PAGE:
V. Workflow is inversely proportional to the number of buttons on the PACS desktop.

I cannot, for love, money, or excessive ragging on my blog, get some of the big PACS companies to understand this one. I was told by the head of a major PACS project from a major PACS company that its solution to providing a feature when you ask for A and I ask for B is to add a button that does both A and B.

Many modern systems have in this way become hyperconfigurable and suffer from the Lego-PACS syndrome -- that is, one can build the buttons on the interface in so many ways that the permutations would take a century to exhaust. The sad fact is, I don't want to be spending my time searching through a sea of buttons and menu items; I want to read my studies. There is a minimum feature set necessary to accomplish this simple goal, and beyond that, every extra function has the potential to slow me down.

VI. PACS should not get in your way.

A corollary of Dalai's Fifth Law: PACS exists to let me, the radiologist, look at my patients' images. Anything that gets between me and that image is a distraction, and gets in my way. Obviously, some of this will be necessary, but if I have to click excessively, or take 39 trips to the menu bar before I'm done with the exam, something is wrong.

VII. Speech recognition will be feasible when the CEO, CFO, and CIO use it for their correspondence.

This topic probably deserves an entire article of its own, as it always inspires a controversy. As I see it, speech recognition (it is not voice recognition, by the way) is a technology that has yet to be perfected. Comments on and elsewhere indicate that the level of satisfaction is pretty low. But hospital administrators still try to push it on us. Why? Because they pay transcriptionists, and they don't pay us.

Therefore, if they can shift even some of the transcriptionists' editing duties onto the radiologists, they save money and look good come budget time. If it takes us an extra hour a day to do our job and do all the editing expected from a human transcriptionist, well, that's OK, right? Wrong!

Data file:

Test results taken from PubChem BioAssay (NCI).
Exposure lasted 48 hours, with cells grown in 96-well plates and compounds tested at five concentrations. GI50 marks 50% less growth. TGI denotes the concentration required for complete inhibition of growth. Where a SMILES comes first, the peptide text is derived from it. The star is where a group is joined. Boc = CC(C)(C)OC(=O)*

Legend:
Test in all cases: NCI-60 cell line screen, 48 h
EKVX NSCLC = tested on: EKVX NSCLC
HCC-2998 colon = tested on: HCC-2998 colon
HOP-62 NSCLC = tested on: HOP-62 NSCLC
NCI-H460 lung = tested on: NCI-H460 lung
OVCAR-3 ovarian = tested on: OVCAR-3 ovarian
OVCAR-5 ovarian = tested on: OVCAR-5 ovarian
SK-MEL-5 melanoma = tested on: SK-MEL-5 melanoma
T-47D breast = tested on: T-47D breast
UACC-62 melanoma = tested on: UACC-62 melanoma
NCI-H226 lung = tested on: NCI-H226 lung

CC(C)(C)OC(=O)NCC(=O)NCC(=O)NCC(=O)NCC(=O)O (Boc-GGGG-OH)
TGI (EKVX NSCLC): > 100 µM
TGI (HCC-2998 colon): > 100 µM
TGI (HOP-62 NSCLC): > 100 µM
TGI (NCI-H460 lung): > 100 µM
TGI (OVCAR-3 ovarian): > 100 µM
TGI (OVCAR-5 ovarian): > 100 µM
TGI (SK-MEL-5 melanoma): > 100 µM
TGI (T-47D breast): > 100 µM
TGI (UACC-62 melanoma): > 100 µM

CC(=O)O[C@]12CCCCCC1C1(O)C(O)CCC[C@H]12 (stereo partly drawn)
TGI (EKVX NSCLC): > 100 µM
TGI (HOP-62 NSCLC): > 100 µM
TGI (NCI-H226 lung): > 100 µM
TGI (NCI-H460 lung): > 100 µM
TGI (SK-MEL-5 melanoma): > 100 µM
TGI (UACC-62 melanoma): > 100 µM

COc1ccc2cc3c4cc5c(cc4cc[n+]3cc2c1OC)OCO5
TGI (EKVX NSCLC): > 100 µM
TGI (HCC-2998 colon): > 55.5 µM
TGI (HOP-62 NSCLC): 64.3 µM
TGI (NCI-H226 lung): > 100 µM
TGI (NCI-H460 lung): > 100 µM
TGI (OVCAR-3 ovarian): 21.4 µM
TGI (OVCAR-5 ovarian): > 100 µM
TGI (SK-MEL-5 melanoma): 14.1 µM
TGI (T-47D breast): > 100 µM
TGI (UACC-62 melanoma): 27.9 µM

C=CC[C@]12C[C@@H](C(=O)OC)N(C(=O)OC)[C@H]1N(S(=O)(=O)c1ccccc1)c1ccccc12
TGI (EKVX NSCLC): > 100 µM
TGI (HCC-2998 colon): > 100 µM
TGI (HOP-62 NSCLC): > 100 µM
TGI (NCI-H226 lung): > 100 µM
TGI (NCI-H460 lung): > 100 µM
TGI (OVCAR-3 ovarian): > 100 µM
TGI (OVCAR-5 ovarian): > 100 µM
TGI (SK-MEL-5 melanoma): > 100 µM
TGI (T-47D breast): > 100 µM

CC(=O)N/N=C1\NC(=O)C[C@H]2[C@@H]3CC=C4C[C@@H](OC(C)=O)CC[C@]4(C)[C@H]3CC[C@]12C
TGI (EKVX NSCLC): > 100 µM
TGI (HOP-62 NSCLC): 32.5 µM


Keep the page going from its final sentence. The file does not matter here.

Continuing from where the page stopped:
So, here's my counter offer: When the members of the C-suite (the CEO, CIO, CFO, etc.) find speech recognition adequate for their correspondence, I will deem it worthy of review for use in the reports I issue as my stock-in-trade, the reports that clinicians rely on to make life-and-death decisions about their patients. Fair enough?

VIII. The degree of understanding of radiologist workflow is inversely proportional to the size of the PACS company.

While not a hard and fast rule, it does seem that smaller companies can be more innovative, and responsive, at least to a point. With some of the "Big Iron" companies, unlike Burger King, having things "my way" is simply not in the cards. The products of the larger companies seem to reflect the mentality of largess, and the phrase "bloatware" comes to mind. With this comes the anathema of the Lego PACS and obstructive designs I have bemoaned above.

IX. An average PACS consultant will take six months to tell you what you already know.

In many cases, consultants are brought on board not so much for their expertise in PACS, but to provide someone to blame in case the PACS purchase doesn't please everyone involved. A great deal of information is available on the Internet, both from the vendors themselves and from happy (and unhappy) users posting on sites like After perusing the available information, going through various demos and site visits, and communicating with other users, I think one can amass a fair amount of knowledge about the various systems out there.